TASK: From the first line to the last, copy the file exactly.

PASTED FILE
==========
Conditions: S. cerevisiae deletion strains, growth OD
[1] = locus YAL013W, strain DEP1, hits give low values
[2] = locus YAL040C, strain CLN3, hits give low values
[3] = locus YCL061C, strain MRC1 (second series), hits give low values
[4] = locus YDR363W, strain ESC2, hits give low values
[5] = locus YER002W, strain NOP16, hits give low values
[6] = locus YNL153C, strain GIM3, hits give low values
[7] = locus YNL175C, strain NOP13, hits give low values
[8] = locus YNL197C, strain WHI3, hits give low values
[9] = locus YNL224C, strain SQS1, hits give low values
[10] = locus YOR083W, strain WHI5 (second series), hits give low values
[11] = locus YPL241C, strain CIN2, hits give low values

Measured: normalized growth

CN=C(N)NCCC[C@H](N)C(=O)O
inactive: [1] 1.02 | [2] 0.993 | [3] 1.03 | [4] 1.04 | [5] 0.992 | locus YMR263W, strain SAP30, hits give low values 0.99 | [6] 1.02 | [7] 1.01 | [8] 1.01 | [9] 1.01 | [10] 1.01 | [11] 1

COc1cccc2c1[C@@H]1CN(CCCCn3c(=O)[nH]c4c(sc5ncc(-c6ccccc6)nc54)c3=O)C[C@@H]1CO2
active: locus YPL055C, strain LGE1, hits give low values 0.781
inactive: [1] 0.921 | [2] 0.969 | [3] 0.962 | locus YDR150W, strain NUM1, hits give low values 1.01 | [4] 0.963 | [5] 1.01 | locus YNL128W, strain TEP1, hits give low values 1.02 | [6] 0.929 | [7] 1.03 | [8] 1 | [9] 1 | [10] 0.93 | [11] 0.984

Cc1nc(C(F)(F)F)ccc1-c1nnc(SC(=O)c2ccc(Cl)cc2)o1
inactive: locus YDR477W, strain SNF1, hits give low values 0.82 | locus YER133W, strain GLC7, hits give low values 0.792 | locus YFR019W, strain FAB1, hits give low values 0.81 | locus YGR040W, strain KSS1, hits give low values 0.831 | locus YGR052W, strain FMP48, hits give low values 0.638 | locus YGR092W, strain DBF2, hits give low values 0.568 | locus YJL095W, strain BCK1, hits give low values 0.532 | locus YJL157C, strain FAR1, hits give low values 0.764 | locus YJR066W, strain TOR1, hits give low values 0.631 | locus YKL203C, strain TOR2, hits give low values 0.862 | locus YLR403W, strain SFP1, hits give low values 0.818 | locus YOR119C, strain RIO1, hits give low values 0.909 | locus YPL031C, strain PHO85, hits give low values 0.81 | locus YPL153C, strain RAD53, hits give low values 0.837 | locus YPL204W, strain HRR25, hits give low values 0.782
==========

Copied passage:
Conditions: S. cerevisiae deletion strains, growth OD
[1] = locus YAL013W, strain DEP1, hits give low values
[2] = locus YAL040C, strain CLN3, hits give low values
[3] = locus YCL061C, strain MRC1 (second series), hits give low values
[4] = locus YDR363W, strain ESC2, hits give low values
[5] = locus YER002W, strain NOP16, hits give low values
[6] = locus YNL153C, strain GIM3, hits give low values
[7] = locus YNL175C, strain NOP13, hits give low values
[8] = locus YNL197C, strain WHI3, hits give low values
[9] = locus YNL224C, strain SQS1, hits give low values
[10] = locus YOR083W, strain WHI5 (second series), hits give low values
[11] = locus YPL241C, strain CIN2, hits give low values

Measured: normalized growth

CN=C(N)NCCC[C@H](N)C(=O)O
inactive: [1] 1.02 | [2] 0.993 | [3] 1.03 | [4] 1.04 | [5] 0.992 | locus YMR263W, strain SAP30, hits give low values 0.99 | [6] 1.02 | [7] 1.01 | [8] 1.01 | [9] 1.01 | [10] 1.01 | [11] 1

COc1cccc2c1[C@@H]1CN(CCCCn3c(=O)[nH]c4c(sc5ncc(-c6ccccc6)nc54)c3=O)C[C@@H]1CO2
active: locus YPL055C, strain LGE1, hits give low values 0.781
inactive: [1] 0.921 | [2] 0.969 | [3] 0.962 | locus YDR150W, strain NUM1, hits give low values 1.01 | [4] 0.963 | [5] 1.01 | locus YNL128W, strain TEP1, hits give low values 1.02 | [6] 0.929 | [7] 1.03 | [8] 1 | [9] 1 | [10] 0.93 | [11] 0.984

Cc1nc(C(F)(F)F)ccc1-c1nnc(SC(=O)c2ccc(Cl)cc2)o1
inactive: locus YDR477W, strain SNF1, hits give low values 0.82 | locus YER133W, strain GLC7, hits give low values 0.792 | locus YFR019W, strain FAB1, hits give low values 0.81 | locus YGR040W, strain KSS1, hits give low values 0.831 | locus YGR052W, strain FMP48, hits give low values 0.638 | locus YGR092W, strain DBF2, hits give low values 0.568 | locus YJL095W, strain BCK1, hits give low values 0.532 | locus YJL157C, strain FAR1, hits give low values 0.764 | locus YJR066W, strain TOR1, hits give low values 0.631 | locus YKL203C, strain TOR2, hits give low values 0.862 | locus YLR403W, strain SFP1, hits give low values 0.818 | locus YOR119C, strain RIO1, hits give low values 0.909 | locus YPL031C, strain PHO85, hits give low values 0.81 | locus YPL153C, strain RAD53, hits give low values 0.837 | locus YPL204W, strain HRR25, hits give low values 0.782